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A literary trailblazer's solitary death: Charles Saunders, 73
“Imaro II: The Quest for Cush,” published in 1984. Charles R. Saunders, whose speculative fiction was built on Black heroes and African themes, died alone and unrecognized in May 2020 in Nova Scotia. He was 73. Via Taaq Kirksey via The New York Times.

by Neil Genzlinger



NEW YORK (NYT NEWS SERVICE).- This past Saturday, about a dozen people from across the United States and Canada held a Zoom memorial for a man whose remains have been lying in an unmarked grave in Nova Scotia since last spring.

He was Charles Saunders, and his lonely death in May belied his status as a foundational figure in a literary genre known as sword and soul. Some 40 years ago, Saunders reimagined the white worlds of Tarzan and Conan with Black heroes and African mythologies in books that spoke especially to Black fans eager for more fictional champions with whom they could identify.

Some of those on the Zoom call knew Saunders as a copy editor and writer for The Daily News of Halifax, a newspaper that went under in 2008. One first met him in the 1970s when he was teaching at Algonquin College in Ontario. Most had been profoundly influenced by his fiction, especially his book series that features a warrior hero named Imaro, who battles enemies both human and supernatural and does it as part of a rich, vibrant Black civilization that contrasted sharply with the “Dark Continent” view of Africa that had long been served up by white writers.

All of them wanted, by the small gesture of the Zoom memorial and larger gestures yet to come, to make sure that Saunders’ death did not go unnoticed and that his contributions do not go unremembered.

“Charles gave us that fictional hero that looked like us and existed in a world based on our origins,” Milton Davis, a Black writer of speculative fiction who acted as host of the Zoom memorial, said by email the next day. “He did it without using the ‘struggle’ narrative that traditional publishers seem to require from Black authors. Imaro’s struggles and triumphs were personal, not ‘racial,’ which for me was a breath of fresh air.”

Taaq Kirksey, another organizer of the memorial, first became enamored of Saunders’ fiction in 2004 while in his final semester at the University of North Carolina at Chapel Hill, and ever since he has been working to turn the Imaro stories into a movie or television series, an effort he said is close to bearing fruit.

Kirksey had corresponded with the reclusive Saunders on and off for years but had met him face to face only once, in June 2019, when he traveled to Nova Scotia and presented him with his first check from their long-simmering collaboration.

“I had always been afraid that his living situation was suboptimal,” Kirksey said, “and when I got up there to see him, those fears were validated.”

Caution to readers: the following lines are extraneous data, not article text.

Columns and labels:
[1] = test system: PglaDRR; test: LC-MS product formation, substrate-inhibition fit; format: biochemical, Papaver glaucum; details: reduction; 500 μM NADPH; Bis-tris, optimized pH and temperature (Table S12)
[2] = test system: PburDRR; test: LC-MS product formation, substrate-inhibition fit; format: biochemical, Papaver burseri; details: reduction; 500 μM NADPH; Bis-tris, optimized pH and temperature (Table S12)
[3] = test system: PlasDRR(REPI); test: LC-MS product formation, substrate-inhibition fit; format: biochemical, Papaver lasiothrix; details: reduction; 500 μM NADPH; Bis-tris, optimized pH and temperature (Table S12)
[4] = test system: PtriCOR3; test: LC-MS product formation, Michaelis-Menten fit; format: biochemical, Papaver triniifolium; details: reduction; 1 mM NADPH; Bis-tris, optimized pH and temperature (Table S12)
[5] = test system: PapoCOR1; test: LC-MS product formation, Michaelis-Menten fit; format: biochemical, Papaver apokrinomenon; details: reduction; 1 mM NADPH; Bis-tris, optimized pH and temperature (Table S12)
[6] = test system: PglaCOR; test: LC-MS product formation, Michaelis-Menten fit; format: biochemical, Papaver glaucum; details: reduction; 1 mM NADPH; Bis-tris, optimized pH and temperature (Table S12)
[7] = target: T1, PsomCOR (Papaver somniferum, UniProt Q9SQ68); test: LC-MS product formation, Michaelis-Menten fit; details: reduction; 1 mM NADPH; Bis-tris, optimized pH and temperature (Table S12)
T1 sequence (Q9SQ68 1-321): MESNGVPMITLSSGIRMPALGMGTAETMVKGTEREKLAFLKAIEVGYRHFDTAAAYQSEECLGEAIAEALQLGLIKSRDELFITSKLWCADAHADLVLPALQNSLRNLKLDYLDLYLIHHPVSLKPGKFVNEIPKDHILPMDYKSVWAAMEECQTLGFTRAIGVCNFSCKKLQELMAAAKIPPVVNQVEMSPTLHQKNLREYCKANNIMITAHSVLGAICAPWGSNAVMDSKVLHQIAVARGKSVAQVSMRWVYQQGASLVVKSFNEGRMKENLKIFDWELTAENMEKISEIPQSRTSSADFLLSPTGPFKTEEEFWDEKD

Saunders’ health was not good; he had diabetes, among other problems.

“My instinct told me he didn’t have much time,” Kirksey said.

Saunders had no phone or internet service, and was in the habit of going to the local library once a week or so to keep up with friends by email. Early last year, when COVID-19 caused the province to lock down, his access to the library was cut off. Another long-distance friend, Dale Armelin, who lives in Colorado, became concerned when Saunders’ emails stopped. In early May he asked local officials to check on his friend at his apartment in the Dartmouth section of Halifax. He was fine.

But then, as Kirksey put it, “somewhere between May 2 and May 15, he wasn’t fine” — a crew doing work on Saunders’ apartment building found him dead. The cause wasn’t clear. He was 73.

Armelin eventually got a call from Nova Scotia officials, who told him that they had his name only because of his request for a wellness check. The officials could find no local friends or relatives. When a body goes unclaimed in the province, the office of the Public Trustee of Nova Scotia takes over. It arranged for Saunders to be buried on a hillside in Dartmouth Memorial Gardens.

Jon Tattrie, a journalist who had worked with Saunders for two years at The Daily News, pieced together what had happened in an article published by CBC News in September.

“By law,” he wrote, “the public purse covers the cost of the plot, and of the burial. But it doesn’t cover a headstone.”

And so Tattrie and others, including Kirksey and Davis, created a GoFundMe page to raise money for a headstone as well as a stone monument representing Imaro, Saunders’ best-known fictional creation. They will be installed in the next few months, Tattrie said during the Zoom memorial, and he hopes to organize a graveside service in May around the anniversary of the death.